Hemingway House Preservationists See the Writing on the Wall—Literally

by Staff

Preservationists in Havana, Cuba, recently announced that they have discovered unpublished notes by Ernest Hemingway on the wall of a bathroom in the house where he lived for more than twenty years. Hemingway fans and scholars probably shouldn't get too excited, however. They didn't uncover Papa's character sketch for an unfinished novel or the alternative ending of A Sun Also Rises. The notes date from 1942 to 1953 and contain information about the author's weight, health care, and other statistics. They were discovered under four layers of paint, which also allowed preservationists to determine the original color of the house.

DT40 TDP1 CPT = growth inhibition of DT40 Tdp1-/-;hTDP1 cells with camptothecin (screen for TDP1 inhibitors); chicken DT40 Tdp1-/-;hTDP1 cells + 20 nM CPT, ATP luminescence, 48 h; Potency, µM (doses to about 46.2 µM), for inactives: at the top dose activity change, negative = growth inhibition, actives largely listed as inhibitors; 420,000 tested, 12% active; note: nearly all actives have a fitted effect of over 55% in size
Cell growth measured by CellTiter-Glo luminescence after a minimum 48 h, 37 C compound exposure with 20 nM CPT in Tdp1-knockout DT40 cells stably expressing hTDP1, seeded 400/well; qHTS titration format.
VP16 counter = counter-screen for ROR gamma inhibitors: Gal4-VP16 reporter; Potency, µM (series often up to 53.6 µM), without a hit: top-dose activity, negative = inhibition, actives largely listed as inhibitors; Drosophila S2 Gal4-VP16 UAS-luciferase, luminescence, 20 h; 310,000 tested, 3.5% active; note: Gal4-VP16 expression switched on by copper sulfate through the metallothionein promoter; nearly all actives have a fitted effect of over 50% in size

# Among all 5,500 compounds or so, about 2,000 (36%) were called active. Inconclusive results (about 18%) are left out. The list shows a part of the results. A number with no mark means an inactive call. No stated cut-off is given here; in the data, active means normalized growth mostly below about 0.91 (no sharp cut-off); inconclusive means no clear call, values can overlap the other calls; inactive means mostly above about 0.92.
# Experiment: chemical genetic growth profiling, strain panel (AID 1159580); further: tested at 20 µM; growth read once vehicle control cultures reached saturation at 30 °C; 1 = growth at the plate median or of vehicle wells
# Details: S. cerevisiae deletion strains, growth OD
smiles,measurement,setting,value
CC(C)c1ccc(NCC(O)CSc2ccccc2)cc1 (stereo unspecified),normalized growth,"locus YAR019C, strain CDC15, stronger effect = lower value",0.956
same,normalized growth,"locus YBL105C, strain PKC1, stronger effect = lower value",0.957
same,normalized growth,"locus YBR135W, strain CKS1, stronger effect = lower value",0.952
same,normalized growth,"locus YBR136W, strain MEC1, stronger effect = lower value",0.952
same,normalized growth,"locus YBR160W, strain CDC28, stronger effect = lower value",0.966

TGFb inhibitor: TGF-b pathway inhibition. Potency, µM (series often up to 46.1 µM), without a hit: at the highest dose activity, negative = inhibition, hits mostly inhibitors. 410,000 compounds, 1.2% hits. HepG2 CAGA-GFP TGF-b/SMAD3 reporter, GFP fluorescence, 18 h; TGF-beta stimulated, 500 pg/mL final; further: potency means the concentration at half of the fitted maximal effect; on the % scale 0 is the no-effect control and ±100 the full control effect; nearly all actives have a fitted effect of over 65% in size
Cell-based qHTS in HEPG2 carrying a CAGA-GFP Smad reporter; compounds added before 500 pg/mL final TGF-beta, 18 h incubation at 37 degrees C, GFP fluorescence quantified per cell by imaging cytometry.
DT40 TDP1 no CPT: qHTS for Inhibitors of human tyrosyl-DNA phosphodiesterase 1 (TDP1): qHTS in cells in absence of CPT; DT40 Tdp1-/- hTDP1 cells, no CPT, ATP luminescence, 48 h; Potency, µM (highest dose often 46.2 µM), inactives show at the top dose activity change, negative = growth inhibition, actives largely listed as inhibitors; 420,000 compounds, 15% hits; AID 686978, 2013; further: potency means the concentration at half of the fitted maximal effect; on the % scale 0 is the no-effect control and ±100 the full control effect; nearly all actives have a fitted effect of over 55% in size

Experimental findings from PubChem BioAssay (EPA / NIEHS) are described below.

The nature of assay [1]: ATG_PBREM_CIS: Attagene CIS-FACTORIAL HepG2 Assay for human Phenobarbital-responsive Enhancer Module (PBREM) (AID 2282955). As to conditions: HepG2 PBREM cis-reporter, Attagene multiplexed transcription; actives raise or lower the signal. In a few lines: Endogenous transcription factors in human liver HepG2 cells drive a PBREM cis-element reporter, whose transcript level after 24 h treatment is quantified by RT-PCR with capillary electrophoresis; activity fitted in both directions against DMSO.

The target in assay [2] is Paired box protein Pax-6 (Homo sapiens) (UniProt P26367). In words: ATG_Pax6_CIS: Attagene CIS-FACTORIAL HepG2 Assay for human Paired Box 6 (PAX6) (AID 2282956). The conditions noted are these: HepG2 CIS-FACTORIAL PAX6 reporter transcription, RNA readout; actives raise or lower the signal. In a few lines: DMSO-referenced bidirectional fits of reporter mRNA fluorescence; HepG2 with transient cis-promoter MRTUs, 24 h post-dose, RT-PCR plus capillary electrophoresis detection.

The Cuban government, with the help of specialists from the United States, began restoring the house two years ago. In the summer of 2005, the U.S. National Trust for Historic Preservation placed the home, where Hemingway wrote For Whom the Bell Tolls, The Old Man and the Sea, and other novels, on its annual list of endangered historic sites.

The author of more than twenty-five books of fiction and nonfiction, Hemingway was awarded the Nobel Prize in Literature in 1954. Seven years later he committed suicide at the age of sixty-one.